To date, NATO hasn’t pursued such a strategy.

    The most recent NATO communique mentions attacks on “logistics” and the destruction of arms depots. An expansion of this strategy will yield better and much more rapid results that the strategically uniformed MSM can presently conceive. Let’s see if it happens.

  5. “NATO…gets its act together”

    Sun Tzu wrote that to defeat an opponent, the opponent’s strategy must be defeated. From this point of view, much of the NATO air campaign has been incomplete and inept. Gadaffi’s strategy relies on superior mobile armaments and resupply of ammunition and fuel to the mobile armament, as well as for the troops and their movement. If NATO makes it impossible for him to fuel and supply his forces, they will implode.

    To date, NATO hasn’t pursued such a strategy.

    The most recent NATO communique mentions attacks on “logistics” and the destruction of arms depots. An expansion of this strategy will yield better and much more rapid results that the strategically uninformed MSM can presently conceive. Let’s see if it happens.

    • From NATO, 4/12, the strategic and tactical changes that are likely to undermine and topple Gaddafi continue:

      “One of the strikes last night focused on
      an ammunition bunker,” said Lieutenant
      General Charles Bouchard, Commander of
      Operation Unified Protector. “We will
      continue to strike at the Regime’s supplies
      and supply lines and reduce their ability to
      fight.”

  6. “The problem with having the AU mediate is that the leaders chosen are not viewed by the rebels as honest brokers.”

    As opposed to how Qaddafi views the US/UK/Fr as honest brokers? If Zuma along with the AU are unacceptable, do you think the African states have any role to play in what happens in Africa? Or is it only the US/UK/Fr that should determine what is going to occur?

    The reality is that the US/UK/Fr have taken a side in a civil war. A civil war where are no ‘good guys'(link to independent.co.uk). UNSCR 1973 does not mandate regime change, only a ceasefire and negotiated settlement. If Qaddafi actually follows the ceasefire and the rebels do not, it will be the rebels who are in defiance of UNSCR 1973. Is there any chance the US/UK/Fr will bomb the rebels? The US/UK/Fr will only accept regime change and are therefore acting working against what UNSCR 1973 allows.

  7. Before the conflict, I never saw anything in the Western / Israeli media that would challenge Gaddafi’s role in the obscure African conflicts. His involvement in Chad and Sudan was taken philosophically, as yet another bizarre political experiment that ended without any results.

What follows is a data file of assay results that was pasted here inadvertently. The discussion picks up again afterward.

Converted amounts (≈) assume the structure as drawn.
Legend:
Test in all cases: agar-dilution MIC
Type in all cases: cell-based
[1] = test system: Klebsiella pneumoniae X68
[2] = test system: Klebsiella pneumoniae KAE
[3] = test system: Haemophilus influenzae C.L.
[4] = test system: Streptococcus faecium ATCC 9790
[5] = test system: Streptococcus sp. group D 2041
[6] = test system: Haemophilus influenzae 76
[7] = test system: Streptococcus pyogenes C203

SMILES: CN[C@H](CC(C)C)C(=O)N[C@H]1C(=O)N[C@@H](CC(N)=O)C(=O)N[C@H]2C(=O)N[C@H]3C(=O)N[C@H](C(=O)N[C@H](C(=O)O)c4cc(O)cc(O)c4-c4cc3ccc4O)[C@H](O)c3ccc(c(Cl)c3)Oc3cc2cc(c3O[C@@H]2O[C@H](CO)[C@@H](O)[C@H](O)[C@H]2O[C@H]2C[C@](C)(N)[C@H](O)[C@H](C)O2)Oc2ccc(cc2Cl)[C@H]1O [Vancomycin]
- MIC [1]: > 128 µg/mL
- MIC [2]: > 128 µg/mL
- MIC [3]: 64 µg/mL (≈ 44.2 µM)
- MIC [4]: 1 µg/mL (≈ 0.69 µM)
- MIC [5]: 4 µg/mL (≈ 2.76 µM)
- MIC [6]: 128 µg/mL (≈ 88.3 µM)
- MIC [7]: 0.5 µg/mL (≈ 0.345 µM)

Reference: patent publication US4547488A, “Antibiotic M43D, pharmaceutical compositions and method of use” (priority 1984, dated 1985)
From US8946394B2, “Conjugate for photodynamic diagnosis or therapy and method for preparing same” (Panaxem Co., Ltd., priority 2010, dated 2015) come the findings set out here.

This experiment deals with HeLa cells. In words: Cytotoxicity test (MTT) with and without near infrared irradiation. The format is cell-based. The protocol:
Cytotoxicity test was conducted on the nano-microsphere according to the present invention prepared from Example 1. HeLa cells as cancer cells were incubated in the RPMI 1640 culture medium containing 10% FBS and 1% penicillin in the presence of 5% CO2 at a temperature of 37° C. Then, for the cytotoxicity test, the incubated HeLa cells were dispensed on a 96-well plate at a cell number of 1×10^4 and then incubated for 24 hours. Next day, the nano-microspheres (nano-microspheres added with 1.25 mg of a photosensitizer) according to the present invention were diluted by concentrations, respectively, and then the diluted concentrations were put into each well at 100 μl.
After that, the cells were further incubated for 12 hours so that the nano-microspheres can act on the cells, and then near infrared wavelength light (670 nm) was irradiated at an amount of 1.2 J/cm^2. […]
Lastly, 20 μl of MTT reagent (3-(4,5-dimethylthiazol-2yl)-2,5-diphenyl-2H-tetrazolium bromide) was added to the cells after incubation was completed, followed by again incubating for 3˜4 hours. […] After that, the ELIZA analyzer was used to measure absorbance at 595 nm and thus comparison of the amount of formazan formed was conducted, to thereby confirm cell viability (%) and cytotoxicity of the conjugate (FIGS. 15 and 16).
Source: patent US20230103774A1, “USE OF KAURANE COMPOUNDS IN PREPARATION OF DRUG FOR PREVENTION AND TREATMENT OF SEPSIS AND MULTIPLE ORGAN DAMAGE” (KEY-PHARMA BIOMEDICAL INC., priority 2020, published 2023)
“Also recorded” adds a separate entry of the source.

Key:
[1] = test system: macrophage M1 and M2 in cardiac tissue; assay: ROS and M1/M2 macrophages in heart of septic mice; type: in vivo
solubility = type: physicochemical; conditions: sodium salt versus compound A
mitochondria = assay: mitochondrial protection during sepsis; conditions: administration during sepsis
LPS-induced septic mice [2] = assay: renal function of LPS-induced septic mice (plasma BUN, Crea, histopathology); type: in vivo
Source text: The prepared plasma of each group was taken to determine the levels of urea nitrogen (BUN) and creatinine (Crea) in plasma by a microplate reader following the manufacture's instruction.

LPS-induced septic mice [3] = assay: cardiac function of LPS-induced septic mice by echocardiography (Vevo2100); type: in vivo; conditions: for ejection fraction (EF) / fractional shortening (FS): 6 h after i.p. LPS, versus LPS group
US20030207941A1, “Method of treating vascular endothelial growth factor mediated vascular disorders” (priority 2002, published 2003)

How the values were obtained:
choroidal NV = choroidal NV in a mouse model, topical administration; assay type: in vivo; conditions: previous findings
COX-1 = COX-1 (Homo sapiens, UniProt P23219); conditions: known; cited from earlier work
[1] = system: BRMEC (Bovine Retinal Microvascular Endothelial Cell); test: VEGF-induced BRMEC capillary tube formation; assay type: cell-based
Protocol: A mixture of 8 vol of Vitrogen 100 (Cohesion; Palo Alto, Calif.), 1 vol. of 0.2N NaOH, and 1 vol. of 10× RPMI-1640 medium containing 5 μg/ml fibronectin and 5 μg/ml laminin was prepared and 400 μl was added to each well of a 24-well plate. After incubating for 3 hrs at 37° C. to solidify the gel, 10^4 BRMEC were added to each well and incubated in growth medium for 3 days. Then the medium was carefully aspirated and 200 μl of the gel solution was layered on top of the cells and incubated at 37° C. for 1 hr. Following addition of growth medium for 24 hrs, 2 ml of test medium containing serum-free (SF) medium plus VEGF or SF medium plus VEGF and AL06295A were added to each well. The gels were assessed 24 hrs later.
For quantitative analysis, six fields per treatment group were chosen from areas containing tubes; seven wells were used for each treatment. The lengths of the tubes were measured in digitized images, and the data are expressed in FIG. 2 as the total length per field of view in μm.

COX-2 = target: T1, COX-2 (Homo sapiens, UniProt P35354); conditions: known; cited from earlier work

In 2009, after Obama came to power, the tone of US coverage of Gaddafi changed. Now, looking backwards, we see that his deal with Bush II has been reconsidered by the new administration.

    It was especially noticeable during his visit to NYC in 2009. Back then, it was mostly about his brand tent, but certainly not about his role in Sudan and Chad.

    So, it would be really interesting to find any period references in the Western media that would prove that not only Lockerbie was taken as Gaddafi’s aid to terrorism.

    What was little known before the current Libyan conflict is the actual meaning of Gaddafi’s joining the fight against Alqueda. Now it is clear that Bush II greatly valued his role in the E.Libya, his suppression the Islamist insurgents there.

    So, what happened is that Obama shifted on this, as he did on quite a lot of things, while Gaddafi is simply using the old language.

    Further, current rants on Gaddafi’s support of terrorism in Africa can mean the long awaited redefinition of terrorism and retiring the old concept of fighting Alqueda. This makes lots of sense because there are indications that Alqueda whatever it is has influence among the “pro-democratic” rebels.

    [Far away from his own territory, Qaddafi spread terror through his terrorist training camp, the World Revolutionary Center.]

    This language is unmistakably Safirean. Late William Safire used quite a lot of rhetorics like this when “Global War on Terror” has been initially defined. Apparently, the Obama admin is currently working on War on Terror 2.0!

    • “[Far away from his own territory, Qaddafi spread terror through his terrorist training camp, the World Revolutionary Center.]

      This language is unmistakably Safirean.”

      Is it false? I’d be far more interested in the answer to that question. True statements and false statements both use language, yes, but that’s not really the point.

  8. I want to thank you Juan for this information about Al-Qadhafi. I was not aware of the extent of his malicious interference. The world is sure a screwed up place, and I hope some day we can make progress toward a free enterprise (non-corporation), democracy in every country. So people can get on with optimizing their lives.